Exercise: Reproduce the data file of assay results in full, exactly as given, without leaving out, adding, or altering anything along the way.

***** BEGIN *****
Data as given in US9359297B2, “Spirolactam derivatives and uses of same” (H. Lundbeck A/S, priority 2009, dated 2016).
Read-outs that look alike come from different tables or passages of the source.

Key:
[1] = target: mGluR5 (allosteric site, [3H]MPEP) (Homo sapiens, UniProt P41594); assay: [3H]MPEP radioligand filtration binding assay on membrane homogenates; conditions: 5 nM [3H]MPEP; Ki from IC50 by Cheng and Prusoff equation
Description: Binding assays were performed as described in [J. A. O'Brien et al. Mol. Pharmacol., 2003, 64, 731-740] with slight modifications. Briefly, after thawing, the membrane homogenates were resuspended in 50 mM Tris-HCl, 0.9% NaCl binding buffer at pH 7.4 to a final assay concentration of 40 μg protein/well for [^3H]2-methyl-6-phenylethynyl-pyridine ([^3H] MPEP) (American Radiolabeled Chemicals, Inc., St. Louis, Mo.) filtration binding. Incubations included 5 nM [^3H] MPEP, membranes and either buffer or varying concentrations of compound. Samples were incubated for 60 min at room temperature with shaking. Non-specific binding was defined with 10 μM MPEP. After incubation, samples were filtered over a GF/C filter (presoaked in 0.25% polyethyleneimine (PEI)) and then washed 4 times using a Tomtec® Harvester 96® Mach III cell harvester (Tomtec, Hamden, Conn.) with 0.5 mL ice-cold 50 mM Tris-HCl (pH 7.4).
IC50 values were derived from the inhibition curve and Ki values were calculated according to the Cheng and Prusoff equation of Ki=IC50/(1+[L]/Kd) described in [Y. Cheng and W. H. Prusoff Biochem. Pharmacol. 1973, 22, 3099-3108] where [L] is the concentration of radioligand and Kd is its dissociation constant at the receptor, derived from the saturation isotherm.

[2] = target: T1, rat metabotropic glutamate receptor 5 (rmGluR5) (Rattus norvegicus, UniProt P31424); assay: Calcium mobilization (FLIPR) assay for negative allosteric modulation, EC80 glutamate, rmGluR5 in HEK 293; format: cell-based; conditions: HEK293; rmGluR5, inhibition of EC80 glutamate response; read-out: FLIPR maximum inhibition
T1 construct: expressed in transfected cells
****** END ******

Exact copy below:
Data as given in US9359297B2, “Spirolactam derivatives and uses of same” (H. Lundbeck A/S, priority 2009, dated 2016).
Read-outs that look alike come from different tables or passages of the source.

Key:
[1] = target: mGluR5 (allosteric site, [3H]MPEP) (Homo sapiens, UniProt P41594); assay: [3H]MPEP radioligand filtration binding assay on membrane homogenates; conditions: 5 nM [3H]MPEP; Ki from IC50 by Cheng and Prusoff equation
Description: Binding assays were performed as described in [J. A. O'Brien et al. Mol. Pharmacol., 2003, 64, 731-740] with slight modifications. Briefly, after thawing, the membrane homogenates were resuspended in 50 mM Tris-HCl, 0.9% NaCl binding buffer at pH 7.4 to a final assay concentration of 40 μg protein/well for [^3H]2-methyl-6-phenylethynyl-pyridine ([^3H] MPEP) (American Radiolabeled Chemicals, Inc., St. Louis, Mo.) filtration binding. Incubations included 5 nM [^3H] MPEP, membranes and either buffer or varying concentrations of compound. Samples were incubated for 60 min at room temperature with shaking. Non-specific binding was defined with 10 μM MPEP. After incubation, samples were filtered over a GF/C filter (presoaked in 0.25% polyethyleneimine (PEI)) and then washed 4 times using a Tomtec® Harvester 96® Mach III cell harvester (Tomtec, Hamden, Conn.) with 0.5 mL ice-cold 50 mM Tris-HCl (pH 7.4).
IC50 values were derived from the inhibition curve and Ki values were calculated according to the Cheng and Prusoff equation of Ki=IC50/(1+[L]/Kd) described in [Y. Cheng and W. H. Prusoff Biochem. Pharmacol. 1973, 22, 3099-3108] where [L] is the concentration of radioligand and Kd is its dissociation constant at the receptor, derived from the saturation isotherm.

[2] = target: T1, rat metabotropic glutamate receptor 5 (rmGluR5) (Rattus norvegicus, UniProt P31424); assay: Calcium mobilization (FLIPR) assay for negative allosteric modulation, EC80 glutamate, rmGluR5 in HEK 293; format: cell-based; conditions: HEK293; rmGluR5, inhibition of EC80 glutamate response; read-out: FLIPR maximum inhibition
T1 construct: expressed in transfected cells